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The BBC's Tim Hirsch
"A million tonnes of waste piles up each year in Britain"
 real 28k

Sunday, 30 April, 2000, 23:51 GMT 00:51 UK
Scaling the electro-scrap mountain
Scrap heap
Tonnes of electrical goods are dumped each year
By BBC environment correspondent Tim Hirsch

Mountains of scrap electrical goods dumped every year are being targeted by European officials in Brussels

In the UK alone, nearly a million tonnes of so-called "electro-scrap" is produced annually, and less than half is recycled.

Most of the recycling which does go on involves white goods - fridges, washing machines and so on - which have enough metal content to provide some economic value.

At a huge scrap recovery plant at Willesden in west London, lorries laden with these appliances, mixed in with old cars, arrive in a constant stream to load a shredder which separates useable steel from concrete, non-ferrous metals and a variety of other materials - some of them toxic.

'Polluter pays'

Andrew Mason of Meyer Parry Recycling explains that while money can be made from reclaimed white goods, the large amount of plastic and small metal content of televisions, videos and computers gives them little scrap value. He said they end up being dumped straight into landfill sites.

What the European Commission wants to do is to make the electrical industry pay for the collection and disposal of all products when they are finished with. It wants at least 70% of the material to be recycled.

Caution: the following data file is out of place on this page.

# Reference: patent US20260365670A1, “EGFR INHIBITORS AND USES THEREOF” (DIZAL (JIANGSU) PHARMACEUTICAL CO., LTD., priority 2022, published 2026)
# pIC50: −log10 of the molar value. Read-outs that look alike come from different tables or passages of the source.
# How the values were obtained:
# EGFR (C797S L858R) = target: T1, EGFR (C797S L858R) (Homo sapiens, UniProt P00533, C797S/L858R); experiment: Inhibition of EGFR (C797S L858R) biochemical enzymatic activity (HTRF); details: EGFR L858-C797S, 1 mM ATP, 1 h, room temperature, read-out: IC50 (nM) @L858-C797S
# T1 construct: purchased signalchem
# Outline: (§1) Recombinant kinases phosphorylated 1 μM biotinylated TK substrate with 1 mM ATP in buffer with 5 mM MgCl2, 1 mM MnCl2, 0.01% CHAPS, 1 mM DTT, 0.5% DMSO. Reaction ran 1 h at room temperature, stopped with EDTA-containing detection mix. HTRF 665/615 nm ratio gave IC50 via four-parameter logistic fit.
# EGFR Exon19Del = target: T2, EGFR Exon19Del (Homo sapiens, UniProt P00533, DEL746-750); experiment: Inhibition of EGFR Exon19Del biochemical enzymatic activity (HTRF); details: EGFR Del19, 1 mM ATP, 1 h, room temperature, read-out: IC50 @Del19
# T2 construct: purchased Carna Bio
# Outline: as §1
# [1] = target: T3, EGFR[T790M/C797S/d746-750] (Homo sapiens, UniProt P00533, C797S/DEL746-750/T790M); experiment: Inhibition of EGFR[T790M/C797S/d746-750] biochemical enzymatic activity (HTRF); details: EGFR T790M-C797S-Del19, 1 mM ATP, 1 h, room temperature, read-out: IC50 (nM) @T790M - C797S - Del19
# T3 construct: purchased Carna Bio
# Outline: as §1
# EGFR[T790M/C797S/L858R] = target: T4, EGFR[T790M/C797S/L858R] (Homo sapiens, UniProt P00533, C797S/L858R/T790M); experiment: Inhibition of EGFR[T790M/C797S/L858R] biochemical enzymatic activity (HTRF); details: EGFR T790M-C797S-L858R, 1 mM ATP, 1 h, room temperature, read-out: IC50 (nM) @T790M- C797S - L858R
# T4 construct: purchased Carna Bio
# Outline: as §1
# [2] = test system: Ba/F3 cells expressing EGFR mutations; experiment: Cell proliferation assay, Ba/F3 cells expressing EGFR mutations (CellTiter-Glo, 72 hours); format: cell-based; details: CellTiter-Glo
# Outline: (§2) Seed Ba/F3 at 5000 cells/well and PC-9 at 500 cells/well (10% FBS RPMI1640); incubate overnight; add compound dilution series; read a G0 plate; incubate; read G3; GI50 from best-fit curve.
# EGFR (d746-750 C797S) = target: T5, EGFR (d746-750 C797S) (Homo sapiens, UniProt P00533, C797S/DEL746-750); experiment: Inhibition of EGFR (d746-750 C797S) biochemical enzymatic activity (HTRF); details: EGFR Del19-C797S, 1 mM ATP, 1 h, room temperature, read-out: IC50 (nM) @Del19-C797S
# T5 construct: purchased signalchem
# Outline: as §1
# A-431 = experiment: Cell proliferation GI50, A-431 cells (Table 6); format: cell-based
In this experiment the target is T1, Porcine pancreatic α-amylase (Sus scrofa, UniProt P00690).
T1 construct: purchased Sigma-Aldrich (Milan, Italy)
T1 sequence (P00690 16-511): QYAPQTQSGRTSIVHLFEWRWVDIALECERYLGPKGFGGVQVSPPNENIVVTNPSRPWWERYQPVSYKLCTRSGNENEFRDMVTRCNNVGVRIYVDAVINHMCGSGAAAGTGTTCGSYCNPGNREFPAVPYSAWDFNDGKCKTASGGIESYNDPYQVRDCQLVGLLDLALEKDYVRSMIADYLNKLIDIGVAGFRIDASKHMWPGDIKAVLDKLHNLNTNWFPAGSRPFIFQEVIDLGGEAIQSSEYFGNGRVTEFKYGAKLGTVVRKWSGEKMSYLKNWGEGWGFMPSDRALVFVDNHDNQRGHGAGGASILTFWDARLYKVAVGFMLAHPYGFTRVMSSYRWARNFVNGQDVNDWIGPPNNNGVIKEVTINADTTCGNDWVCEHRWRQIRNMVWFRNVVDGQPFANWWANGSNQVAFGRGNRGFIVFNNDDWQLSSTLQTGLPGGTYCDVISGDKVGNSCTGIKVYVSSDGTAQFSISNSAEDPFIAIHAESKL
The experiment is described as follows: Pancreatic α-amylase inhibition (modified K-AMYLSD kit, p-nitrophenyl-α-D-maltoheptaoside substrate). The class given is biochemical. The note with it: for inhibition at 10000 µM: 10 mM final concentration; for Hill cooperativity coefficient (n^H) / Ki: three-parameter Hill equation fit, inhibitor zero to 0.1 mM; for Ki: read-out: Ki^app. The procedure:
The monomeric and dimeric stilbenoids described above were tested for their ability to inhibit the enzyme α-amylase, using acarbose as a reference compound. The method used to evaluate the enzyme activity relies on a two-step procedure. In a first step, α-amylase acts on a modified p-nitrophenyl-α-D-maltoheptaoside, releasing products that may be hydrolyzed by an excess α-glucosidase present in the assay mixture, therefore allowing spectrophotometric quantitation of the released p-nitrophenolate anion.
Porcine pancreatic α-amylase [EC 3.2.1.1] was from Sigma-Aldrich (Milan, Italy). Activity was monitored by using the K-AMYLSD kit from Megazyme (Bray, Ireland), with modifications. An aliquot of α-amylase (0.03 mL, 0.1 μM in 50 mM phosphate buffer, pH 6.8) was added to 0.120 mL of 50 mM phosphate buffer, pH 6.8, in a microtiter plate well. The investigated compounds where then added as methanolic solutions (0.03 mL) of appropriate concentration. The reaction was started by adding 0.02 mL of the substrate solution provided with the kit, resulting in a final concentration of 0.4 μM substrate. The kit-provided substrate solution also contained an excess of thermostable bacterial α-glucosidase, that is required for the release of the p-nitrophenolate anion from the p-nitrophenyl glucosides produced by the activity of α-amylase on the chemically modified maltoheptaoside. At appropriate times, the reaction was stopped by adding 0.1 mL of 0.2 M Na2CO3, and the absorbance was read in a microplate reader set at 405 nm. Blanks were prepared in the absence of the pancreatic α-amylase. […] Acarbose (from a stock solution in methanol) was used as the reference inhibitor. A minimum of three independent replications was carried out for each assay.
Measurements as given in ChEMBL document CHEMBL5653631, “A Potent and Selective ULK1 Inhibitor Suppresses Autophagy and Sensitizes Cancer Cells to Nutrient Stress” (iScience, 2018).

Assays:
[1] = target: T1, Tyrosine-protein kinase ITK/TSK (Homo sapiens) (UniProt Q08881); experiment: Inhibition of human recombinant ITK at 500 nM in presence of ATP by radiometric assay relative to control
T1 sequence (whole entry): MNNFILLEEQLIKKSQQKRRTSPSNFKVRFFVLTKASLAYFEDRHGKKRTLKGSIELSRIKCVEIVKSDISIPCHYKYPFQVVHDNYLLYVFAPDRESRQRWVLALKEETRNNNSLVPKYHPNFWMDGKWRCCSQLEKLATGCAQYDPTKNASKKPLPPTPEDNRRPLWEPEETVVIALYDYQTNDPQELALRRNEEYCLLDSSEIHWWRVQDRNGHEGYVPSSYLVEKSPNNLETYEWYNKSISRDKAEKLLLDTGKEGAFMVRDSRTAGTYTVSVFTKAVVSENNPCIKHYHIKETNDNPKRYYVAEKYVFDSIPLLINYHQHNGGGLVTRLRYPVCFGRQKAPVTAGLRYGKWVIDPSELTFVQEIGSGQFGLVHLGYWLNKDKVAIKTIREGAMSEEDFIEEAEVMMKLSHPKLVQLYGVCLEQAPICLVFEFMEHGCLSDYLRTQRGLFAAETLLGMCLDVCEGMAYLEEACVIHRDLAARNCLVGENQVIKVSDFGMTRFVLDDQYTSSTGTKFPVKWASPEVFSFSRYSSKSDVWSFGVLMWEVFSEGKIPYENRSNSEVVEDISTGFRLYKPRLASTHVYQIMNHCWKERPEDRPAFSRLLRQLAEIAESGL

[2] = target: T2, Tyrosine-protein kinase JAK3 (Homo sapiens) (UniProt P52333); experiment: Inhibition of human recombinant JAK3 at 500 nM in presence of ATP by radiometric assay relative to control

The hope is that manufacturers would then be given an incentive to design products with more re-usable and durable parts.

The industry says it is not against the idea, and accepts the "polluter pays" principle that lies behind it.

But it is objecting strongly to two main elements. First, it complains that while local authorities would do most of the actual collecting of waste items, business would have to pay. It says that amounts to writing a blank cheque.


Fridges
Cold comfort: fridges can be recycled
Secondly, electronics companies are objecting to another part of the measure which would ban the use of certain poisonous materials such as lead, cadmium and mercury in their products.

They claim this is being done without an assessment of whether the alternatives would be any less harmful for the environment.

A group of corporations in the United States feel so strongly about this that they say the European directive could be illegal under international trade rules.

In the background is a warning that it could be challenged through the World Trade Organisation.

Mike Childs of Friends of the Earth says big business is trying to use free-trade arguments to prevent higher environmental standards. He fears that their lobbying could water the proposal down.

The latest version of the directive has been long-delayed. It appears that it has been caught up in arguments between environment and industry officials in Brussels - electronics firms know it will eventually come into force, and many have set up special departments to prepare for complying with it.

But EU decision-making grinds exceedingly slowly, and in the meantime the electro-scrap mountain continues to grow.

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